Letters Jan. 8: Langford council meetings; a name that starts with K; pace of mail

Credit union branch will be missed

Coast Capital Savings is closing its James Bay branch. Yet, Coast brags about serving the community, and being ­passionate about doing what is best for the ­communities.

The James Bay community is composed of a significant number of seniors who have reduced mobility, many do not have the ability to travel to other branches.

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Coast Capital is depriving this senior community of vital banking services. According to the 2016 census, for those 60 to 100 years old, for Greater Victoria, this group amounted to 28 per cent of the population, whereas for James Bay this group accounted for 43 per cent of the population.

On its website, Coast states it ­considers being a good corporate ­citizen, this being its heritage, saying it was formed to make banking fair and ­accessible when the banks would not.

Closing the James Bay branch is not making fair and accessible banking for those seniors who live in the area.

It is about profits above the needs of the community.

Roger Cyr

Mourning the loss of a credit union branch

It is with profound sadness and despair I announce the death of the James Bay Coast Capital Credit Union on Saturday.

I was a 44 years faithful member from 1975-2021. Left to mourn are hundreds of upset and disgruntled former satisfied clients.

The cause of death is a malignant cancer called “corporate greed” and “human Indifference.”

There will be no celebration due to COVID-19 and outrage.

Anne Boldt
James Bay

Record Langford council meetings now

Re: “Under pressure, Langford to share audio recording of meetings, and eventually livestream,” Jan. 7.

When I was interviewed for this article, I was under the impression that the upcoming Langford planning and zoning committee meeting of Jan. 11 would be recorded. Since Langford is already using Zoom for teleconferencing calls, it is merely the simple push of a button to record a meeting.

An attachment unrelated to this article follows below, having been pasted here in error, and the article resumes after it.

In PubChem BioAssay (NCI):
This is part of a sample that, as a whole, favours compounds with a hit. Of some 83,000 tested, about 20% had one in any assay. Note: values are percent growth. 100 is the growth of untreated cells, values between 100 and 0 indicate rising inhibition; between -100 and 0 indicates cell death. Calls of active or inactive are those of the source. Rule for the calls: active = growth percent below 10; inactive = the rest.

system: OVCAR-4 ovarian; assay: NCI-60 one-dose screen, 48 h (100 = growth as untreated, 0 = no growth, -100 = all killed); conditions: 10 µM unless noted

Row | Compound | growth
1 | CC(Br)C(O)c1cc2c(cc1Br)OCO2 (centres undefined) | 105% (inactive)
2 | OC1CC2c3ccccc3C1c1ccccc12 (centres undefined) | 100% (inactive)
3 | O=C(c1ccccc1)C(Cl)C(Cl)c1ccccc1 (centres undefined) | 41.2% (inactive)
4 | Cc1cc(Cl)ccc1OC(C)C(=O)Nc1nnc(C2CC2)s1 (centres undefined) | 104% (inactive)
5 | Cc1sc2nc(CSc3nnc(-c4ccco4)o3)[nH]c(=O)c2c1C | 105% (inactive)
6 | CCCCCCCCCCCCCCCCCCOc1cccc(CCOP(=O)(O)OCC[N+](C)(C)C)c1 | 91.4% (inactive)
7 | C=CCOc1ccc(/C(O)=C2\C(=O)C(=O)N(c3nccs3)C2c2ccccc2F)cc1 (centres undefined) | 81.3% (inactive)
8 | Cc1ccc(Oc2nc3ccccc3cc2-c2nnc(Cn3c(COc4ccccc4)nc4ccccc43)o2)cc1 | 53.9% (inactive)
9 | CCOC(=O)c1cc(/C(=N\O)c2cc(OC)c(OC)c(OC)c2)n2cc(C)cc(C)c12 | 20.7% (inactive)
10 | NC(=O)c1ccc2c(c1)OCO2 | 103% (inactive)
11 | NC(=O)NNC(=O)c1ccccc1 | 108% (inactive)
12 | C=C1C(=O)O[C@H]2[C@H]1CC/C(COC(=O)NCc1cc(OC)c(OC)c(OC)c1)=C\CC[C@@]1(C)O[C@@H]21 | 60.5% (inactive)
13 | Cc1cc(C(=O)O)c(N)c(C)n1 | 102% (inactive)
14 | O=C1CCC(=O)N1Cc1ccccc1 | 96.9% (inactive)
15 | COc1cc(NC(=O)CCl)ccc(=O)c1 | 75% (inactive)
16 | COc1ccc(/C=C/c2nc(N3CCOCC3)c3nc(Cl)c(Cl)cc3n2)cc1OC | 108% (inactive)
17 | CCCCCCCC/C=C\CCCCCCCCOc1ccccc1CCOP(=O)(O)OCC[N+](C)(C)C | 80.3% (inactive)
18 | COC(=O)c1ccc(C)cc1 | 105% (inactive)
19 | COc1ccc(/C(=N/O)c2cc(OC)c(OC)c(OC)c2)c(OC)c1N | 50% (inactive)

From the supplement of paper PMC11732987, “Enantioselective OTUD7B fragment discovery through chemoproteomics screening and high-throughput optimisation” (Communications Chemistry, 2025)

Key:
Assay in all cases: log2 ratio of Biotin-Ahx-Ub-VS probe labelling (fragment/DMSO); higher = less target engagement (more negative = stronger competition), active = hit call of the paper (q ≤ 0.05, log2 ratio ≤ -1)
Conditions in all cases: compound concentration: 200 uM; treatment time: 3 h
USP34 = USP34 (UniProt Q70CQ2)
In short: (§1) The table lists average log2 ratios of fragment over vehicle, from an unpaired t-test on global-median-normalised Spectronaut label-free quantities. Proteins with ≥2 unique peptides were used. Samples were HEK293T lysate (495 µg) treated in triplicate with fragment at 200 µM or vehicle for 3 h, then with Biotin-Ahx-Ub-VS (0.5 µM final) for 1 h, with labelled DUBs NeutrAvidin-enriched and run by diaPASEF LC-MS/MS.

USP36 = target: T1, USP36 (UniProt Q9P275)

Why will they not record this meeting where key discussions will take place regarding the biggest development proposal under application at city hall to date? What are they trying to hide? Do they not want the public to hear the citizen comments? Do they not want the public to know how little discussion (if any) takes place amongst committee members before a zoning proposal is approved?

They must record the planning and zon ing committee meeting now.

Do this for the taxpaying citizens of Langford, who strive to be a part of the democratic process. Do not keep us in the dark. Langford, turn on the recording capacity within Zoom for this Monday’s important meeting of the planning and zoning committee.

J.A. Scott
Fairway Neighbours Unite

Priceless words on modern baby names

Thanks to the letter-writer on Jan. 5 who gave me the laugh of the day when she took a Karenish stance on Jack Knox’s column on baby names. The irony is rich!

I had initially glossed over the piece as I don’t plan on naming any more babies. Had to rescue it from the recycle bin, and laughed all over again.


Don Barkley
Port Alberni

Check the new meaning of the name Karen

Jack Knox was so correct and is living in our modern age.

I would suggest the reader who objected to Jack’s statement about calling a baby Karen in 2020 needs to go online to view the word meaning of Karen.

It is not complimentary.

Barb Sirinic

Rude, arrogant and even offensive

I couldn’t help but offer a rebuttal to a Jan. 5 letter.

If the writer had “googled” Karen, and done her research, she would have found that the name had become a meme for a woman who is “rude, arrogant and offensive.”

Nancy Craig

Vaccine rollout is priority No. 1

The most important thing provincial health officer Dr. Bonnie Henry and her team can do now is saving lives, rolling up their sleeves and speeding up the rollout of COVID-19 vaccines.

Every hour, every day counts, it’s an emergency, no time for politics. Act now, act fast.

David Westler
Oak Bay

Remembering the days of twice-daily mail

I sympathize with the writer who expressed frustration of Canada Post when a card from Edmonton takes a month to get to the Island.

My daughter also lives in Edmonton and is great about sending out Christmas cards. She sent them all out the first week of December.

I just got mine, almost a month later, well after her best friend — who lives in Australia.

Hard to believe in my lifetime there was twice-a-day delivery, twice a day pickup (once on Saturdays) and letters guaranteed to arrive the next day. Boy does that age me!

Betty Wurtz
Shawnigan Lake

Cards were delayed in the mail

I was interested to see I wasn’t the only one whose Christmas card deliveries were delayed.

I mailed some cards on Dec. 8 from Saanich and one arrived in Lake Cowichan two weeks later and one made it to Sooke in two and half weeks.

A friend who lives a 10-minute walk away from us received her card yesterday, almost a month after it was mailed. I can only imagine how long it will take for our relatives in California and Hawaii to receive theirs.

I understand that Christmas is a busy time for the postal service and this year there would have been more deliveries then usual, but even so.

I would like to thank all the mail carriers who do their utmost every day to provide the best service possible.

Fran Harper


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